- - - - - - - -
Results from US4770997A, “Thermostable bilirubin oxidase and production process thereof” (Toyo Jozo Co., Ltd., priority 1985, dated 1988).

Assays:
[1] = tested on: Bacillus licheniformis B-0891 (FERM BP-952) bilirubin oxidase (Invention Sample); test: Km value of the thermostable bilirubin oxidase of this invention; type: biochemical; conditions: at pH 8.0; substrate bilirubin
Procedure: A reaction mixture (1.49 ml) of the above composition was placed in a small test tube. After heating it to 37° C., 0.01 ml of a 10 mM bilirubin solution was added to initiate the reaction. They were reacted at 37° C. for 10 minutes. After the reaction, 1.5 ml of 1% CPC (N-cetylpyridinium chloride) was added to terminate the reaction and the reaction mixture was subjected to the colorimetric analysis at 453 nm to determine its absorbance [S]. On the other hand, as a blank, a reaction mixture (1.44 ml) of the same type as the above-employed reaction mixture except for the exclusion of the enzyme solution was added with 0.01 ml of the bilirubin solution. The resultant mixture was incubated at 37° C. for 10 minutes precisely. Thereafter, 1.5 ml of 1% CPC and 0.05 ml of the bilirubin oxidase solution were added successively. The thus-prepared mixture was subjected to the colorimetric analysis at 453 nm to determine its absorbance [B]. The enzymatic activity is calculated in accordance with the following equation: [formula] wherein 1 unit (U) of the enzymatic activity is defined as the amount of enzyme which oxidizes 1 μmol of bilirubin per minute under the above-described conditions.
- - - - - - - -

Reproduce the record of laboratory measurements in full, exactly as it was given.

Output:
Results from US4770997A, “Thermostable bilirubin oxidase and production process thereof” (Toyo Jozo Co., Ltd., priority 1985, dated 1988).

Assays:
[1] = tested on: Bacillus licheniformis B-0891 (FERM BP-952) bilirubin oxidase (Invention Sample); test: Km value of the thermostable bilirubin oxidase of this invention; type: biochemical; conditions: at pH 8.0; substrate bilirubin
Procedure: A reaction mixture (1.49 ml) of the above composition was placed in a small test tube. After heating it to 37° C., 0.01 ml of a 10 mM bilirubin solution was added to initiate the reaction. They were reacted at 37° C. for 10 minutes. After the reaction, 1.5 ml of 1% CPC (N-cetylpyridinium chloride) was added to terminate the reaction and the reaction mixture was subjected to the colorimetric analysis at 453 nm to determine its absorbance [S]. On the other hand, as a blank, a reaction mixture (1.44 ml) of the same type as the above-employed reaction mixture except for the exclusion of the enzyme solution was added with 0.01 ml of the bilirubin solution. The resultant mixture was incubated at 37° C. for 10 minutes precisely. Thereafter, 1.5 ml of 1% CPC and 0.05 ml of the bilirubin oxidase solution were added successively. The thus-prepared mixture was subjected to the colorimetric analysis at 453 nm to determine its absorbance [B]. The enzymatic activity is calculated in accordance with the following equation: [formula] wherein 1 unit (U) of the enzymatic activity is defined as the amount of enzyme which oxidizes 1 μmol of bilirubin per minute under the above-described conditions.